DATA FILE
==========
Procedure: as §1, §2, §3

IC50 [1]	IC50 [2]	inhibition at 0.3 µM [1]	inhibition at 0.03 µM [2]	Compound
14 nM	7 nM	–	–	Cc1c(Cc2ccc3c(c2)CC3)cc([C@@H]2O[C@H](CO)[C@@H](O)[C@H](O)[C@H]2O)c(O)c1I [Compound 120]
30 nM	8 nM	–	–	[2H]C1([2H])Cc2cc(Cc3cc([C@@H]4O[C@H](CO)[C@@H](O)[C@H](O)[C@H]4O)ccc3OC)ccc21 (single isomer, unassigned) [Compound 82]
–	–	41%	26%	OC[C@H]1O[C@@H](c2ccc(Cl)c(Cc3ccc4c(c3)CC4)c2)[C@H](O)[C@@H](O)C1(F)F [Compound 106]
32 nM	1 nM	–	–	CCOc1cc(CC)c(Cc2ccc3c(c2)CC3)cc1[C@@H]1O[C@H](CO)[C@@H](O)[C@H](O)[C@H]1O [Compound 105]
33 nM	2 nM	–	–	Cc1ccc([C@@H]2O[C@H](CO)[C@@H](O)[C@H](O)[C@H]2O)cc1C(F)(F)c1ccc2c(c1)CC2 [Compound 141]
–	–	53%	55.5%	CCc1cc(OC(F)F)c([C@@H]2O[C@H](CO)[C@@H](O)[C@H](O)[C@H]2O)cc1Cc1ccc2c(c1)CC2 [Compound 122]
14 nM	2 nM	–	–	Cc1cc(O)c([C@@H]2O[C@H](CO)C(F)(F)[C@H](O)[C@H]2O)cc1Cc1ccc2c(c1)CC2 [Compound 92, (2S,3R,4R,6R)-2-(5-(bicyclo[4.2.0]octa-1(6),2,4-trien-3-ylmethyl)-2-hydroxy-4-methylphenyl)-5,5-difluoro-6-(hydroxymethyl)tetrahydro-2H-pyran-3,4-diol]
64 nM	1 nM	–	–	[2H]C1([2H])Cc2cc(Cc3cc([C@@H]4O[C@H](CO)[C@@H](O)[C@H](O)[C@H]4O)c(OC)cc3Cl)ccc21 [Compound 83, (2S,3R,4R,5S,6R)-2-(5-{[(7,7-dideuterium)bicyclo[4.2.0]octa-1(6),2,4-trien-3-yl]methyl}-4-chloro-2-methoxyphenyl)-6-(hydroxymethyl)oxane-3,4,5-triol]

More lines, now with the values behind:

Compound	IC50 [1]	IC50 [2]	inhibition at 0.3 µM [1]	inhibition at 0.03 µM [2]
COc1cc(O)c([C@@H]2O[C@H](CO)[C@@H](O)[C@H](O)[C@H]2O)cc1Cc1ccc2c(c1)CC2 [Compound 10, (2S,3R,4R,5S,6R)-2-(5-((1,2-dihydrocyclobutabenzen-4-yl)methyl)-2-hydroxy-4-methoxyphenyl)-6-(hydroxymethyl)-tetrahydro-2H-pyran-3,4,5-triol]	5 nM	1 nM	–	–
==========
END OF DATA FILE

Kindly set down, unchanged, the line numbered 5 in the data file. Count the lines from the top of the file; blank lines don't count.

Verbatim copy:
–	–	41%	26%	OC[C@H]1O[C@@H](c2ccc(Cl)c(Cc3ccc4c(c3)CC4)c2)[C@H](O)[C@@H](O)C1(F)F [Compound 106]